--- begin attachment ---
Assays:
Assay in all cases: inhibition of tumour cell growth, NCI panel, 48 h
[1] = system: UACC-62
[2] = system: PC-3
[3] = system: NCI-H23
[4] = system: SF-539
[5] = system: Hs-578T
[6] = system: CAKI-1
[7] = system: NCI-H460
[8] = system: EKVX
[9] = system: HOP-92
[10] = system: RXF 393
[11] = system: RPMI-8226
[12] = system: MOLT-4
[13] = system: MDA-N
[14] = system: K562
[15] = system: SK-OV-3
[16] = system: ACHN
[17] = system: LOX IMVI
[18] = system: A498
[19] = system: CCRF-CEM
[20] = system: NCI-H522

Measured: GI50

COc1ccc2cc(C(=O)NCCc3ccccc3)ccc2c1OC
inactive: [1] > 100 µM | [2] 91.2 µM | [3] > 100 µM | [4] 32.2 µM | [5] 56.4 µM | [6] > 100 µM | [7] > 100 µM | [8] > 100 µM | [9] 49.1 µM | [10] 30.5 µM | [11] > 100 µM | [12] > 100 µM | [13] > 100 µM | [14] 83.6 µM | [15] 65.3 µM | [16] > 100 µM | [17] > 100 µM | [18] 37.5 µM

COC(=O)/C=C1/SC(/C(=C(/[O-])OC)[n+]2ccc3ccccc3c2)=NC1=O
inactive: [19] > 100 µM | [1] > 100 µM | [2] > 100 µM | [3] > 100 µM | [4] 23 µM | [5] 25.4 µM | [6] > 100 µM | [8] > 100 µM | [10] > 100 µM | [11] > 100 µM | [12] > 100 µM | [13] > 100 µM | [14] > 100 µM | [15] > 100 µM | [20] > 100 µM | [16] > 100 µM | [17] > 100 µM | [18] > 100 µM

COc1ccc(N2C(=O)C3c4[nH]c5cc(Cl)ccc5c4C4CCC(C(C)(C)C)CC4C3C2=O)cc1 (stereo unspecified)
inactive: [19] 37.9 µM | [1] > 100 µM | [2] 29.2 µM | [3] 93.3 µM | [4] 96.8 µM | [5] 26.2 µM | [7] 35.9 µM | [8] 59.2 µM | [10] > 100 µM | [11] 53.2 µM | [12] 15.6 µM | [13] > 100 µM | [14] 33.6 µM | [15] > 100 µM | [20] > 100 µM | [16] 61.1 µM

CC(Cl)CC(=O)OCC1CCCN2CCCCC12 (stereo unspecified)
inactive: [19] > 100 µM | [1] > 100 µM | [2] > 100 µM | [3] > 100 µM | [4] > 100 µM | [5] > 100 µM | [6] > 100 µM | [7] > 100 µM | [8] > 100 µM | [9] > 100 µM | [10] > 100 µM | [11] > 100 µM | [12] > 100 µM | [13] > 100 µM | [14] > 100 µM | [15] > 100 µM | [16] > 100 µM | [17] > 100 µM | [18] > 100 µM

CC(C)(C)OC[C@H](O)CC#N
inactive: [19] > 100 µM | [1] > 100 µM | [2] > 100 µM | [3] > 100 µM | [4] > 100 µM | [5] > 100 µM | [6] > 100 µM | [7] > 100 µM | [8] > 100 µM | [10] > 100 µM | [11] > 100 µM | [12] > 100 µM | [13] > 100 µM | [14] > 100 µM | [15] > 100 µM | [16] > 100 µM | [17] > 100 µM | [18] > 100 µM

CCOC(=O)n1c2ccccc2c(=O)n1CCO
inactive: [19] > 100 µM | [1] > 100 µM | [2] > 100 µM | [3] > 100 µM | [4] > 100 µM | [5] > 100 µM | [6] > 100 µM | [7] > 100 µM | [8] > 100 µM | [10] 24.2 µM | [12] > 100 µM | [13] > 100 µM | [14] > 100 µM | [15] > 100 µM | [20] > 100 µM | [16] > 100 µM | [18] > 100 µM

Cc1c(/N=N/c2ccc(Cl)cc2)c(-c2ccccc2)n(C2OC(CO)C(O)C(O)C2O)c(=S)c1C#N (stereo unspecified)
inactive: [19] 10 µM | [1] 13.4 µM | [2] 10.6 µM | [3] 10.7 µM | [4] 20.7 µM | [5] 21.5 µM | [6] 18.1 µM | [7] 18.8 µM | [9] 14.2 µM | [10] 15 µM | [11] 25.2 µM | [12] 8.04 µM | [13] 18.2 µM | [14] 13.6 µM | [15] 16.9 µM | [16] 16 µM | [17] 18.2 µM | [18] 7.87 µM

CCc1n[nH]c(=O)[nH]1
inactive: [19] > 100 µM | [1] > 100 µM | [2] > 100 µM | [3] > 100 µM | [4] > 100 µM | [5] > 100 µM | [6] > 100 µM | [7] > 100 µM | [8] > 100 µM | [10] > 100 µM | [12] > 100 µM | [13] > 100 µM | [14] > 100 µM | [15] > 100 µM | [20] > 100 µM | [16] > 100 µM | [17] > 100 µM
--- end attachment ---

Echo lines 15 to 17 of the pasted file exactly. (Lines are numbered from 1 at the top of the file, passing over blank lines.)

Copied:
[13] = system: MDA-N
[14] = system: K562
[15] = system: SK-OV-3